"I will take it to my mother, of course," Jake said. "She will be pleased with me for making such a clever trade. Would you like to come along? Mommy will be happy to meet you."

"Oh, we are definitely coming along," Molly said. "I want to know how this story turns out."

The way to Jake's house was familiar. It was the same as the way to Chicken Nancy's house in the woods. Realizing where we were headed, we wondered if Chicken Nancy was Jake's mother in this semiplane. She was not. The woman who came out of the little house—which looked just like it did on
the Poughkeepsie plane—was little and round, with a round head with her hair in a round bun on top, a round nose, and little round fingers on her little round hands. She had boots on, so we couldn't see if she had little round feet and little round toes, but it was a safe assumption.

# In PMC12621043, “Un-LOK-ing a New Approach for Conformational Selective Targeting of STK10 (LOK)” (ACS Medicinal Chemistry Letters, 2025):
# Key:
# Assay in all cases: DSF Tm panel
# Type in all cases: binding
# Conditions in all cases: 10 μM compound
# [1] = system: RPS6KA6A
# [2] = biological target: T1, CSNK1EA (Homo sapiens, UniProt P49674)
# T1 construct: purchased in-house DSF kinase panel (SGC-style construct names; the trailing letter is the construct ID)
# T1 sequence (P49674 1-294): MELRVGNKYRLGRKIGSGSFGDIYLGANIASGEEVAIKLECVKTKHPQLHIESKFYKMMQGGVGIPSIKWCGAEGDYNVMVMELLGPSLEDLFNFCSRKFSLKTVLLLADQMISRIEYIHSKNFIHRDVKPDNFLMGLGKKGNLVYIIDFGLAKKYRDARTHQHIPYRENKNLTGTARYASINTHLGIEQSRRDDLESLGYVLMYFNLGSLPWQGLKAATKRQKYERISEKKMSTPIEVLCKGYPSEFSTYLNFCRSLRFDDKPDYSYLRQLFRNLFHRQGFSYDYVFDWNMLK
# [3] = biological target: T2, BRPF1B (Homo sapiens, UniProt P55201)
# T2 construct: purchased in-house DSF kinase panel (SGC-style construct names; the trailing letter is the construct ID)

"So! You're back from trading the horse already! What did you get for him? And hello, strangers. Welcome to our little home."

"I got this can of magic bean soup, Mommy," Jake said.

"What? You ninny! You fool! Come here and bend down so I can give you a slap on the noggin!"

Jake bent over, and his mother slapped him on the head. "You're a dolt! You traded a horse like that for a can of magic bean soup?"

"It was a good trade, Mommy!" Jake said. "My friends here said it was."

"I don't know who your friends are or where they came from," Jake's mother said. "But that horse was worth two cans of magic bean soup if he was worth a single bean! The farmer saw you coming, you nitwit!" She slapped him again.